Tar is a “burnt” product. It is obtained from wood, coal by strong heating without air access. It contains resins, benzene, cresol, xylene, creosote, guaiacol, toluene, phenol and other substances. It can be dissolved in alcohol and alkalis, but it dissolves very poorly in water. In Russia, tar is obtained from various tree species, mainly from birch and linden, in the USA - from coal, in Finland - from pine. Naturally, each type has its own effectiveness. If you want to get linden tar on your own, then stock up on the branches or lumps of linden and dry them well.
Prepare a cast iron with a volume of 8-10 liters. Make a hole in its bottom with a diameter of 2-4 cm so that the distillation products come out. Put cast iron in a saucepan, coat the place of their contact well with clay, achieve tightness of their connection. Place the wood in cast iron (how much will fit), and cover with a frying pan of the appropriate size, brush the edges with clay too. Then bury the pan together with the lower part of the cast iron in the ground. Place a weight of up to 30 kg in the pan.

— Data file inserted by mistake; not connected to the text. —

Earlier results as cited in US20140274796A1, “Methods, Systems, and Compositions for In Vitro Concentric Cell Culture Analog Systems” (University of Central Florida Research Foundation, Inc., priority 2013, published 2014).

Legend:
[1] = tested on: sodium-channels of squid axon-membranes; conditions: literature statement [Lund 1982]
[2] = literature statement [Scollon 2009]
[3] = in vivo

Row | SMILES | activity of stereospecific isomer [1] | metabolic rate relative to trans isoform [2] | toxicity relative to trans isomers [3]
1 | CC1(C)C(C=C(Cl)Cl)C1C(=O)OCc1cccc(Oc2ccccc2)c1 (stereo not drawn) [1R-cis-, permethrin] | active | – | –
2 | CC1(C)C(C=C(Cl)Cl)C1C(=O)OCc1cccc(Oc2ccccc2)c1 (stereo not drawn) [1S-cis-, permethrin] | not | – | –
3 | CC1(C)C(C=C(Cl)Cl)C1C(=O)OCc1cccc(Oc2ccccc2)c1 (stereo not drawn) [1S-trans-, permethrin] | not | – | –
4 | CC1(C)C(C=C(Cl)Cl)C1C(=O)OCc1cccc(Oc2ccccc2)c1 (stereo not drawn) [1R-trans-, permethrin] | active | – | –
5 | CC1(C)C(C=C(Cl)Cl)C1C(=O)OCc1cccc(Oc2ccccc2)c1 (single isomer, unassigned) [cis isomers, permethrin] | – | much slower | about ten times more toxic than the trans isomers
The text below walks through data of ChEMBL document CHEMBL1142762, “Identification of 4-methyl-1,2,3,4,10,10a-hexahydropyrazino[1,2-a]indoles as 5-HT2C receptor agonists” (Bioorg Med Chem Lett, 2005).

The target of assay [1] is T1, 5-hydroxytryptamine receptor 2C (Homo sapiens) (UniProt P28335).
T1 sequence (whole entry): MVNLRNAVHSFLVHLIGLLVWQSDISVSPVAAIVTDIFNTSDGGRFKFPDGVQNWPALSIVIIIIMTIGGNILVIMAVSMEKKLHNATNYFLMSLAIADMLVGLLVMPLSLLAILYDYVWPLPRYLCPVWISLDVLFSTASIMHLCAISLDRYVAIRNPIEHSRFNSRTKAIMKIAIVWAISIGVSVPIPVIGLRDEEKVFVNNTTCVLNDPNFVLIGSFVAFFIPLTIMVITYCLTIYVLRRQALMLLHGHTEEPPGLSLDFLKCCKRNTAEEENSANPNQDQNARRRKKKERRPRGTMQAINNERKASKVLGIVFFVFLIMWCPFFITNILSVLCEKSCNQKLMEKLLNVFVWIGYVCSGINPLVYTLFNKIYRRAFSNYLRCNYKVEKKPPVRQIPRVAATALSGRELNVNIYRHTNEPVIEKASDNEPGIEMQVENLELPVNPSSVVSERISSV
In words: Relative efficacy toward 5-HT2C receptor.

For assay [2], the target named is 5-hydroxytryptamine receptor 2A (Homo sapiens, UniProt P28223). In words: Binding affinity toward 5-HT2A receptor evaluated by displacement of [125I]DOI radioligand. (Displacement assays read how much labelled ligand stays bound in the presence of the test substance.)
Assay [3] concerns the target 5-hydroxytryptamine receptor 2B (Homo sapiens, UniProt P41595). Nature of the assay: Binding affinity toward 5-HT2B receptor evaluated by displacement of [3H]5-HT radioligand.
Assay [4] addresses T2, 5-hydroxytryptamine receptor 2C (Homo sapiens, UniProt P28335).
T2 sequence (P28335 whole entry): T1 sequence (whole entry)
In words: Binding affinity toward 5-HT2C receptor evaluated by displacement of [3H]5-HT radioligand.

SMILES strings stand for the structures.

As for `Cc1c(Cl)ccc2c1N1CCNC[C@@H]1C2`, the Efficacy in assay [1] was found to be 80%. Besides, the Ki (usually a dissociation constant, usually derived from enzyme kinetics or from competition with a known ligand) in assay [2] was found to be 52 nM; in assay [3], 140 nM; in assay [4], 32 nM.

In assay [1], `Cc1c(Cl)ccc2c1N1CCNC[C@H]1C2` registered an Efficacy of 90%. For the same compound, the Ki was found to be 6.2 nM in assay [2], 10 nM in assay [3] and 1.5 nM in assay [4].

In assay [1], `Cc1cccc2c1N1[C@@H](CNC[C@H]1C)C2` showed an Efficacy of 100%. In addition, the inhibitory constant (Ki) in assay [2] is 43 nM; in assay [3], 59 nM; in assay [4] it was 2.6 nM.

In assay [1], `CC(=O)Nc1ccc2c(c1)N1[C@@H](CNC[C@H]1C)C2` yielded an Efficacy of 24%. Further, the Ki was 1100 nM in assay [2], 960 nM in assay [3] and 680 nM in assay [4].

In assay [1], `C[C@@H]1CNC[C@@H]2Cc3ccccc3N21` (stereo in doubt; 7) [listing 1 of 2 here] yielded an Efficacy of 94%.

Make a moderate heat around the cast iron and maintain it for 2-3 hours. When heated, cracks will appear in the clay, cover them all the time. After the allotted time, rake out the fire and carefully dig out the cast iron along with the pan.
The tar should drain into the pan, carefully drain it into a glass dish, seal well to avoid the loss of volatile substances. With this method, you can get 200 g of tar.
Using this technology, you can get tar from birch bark (birch bark).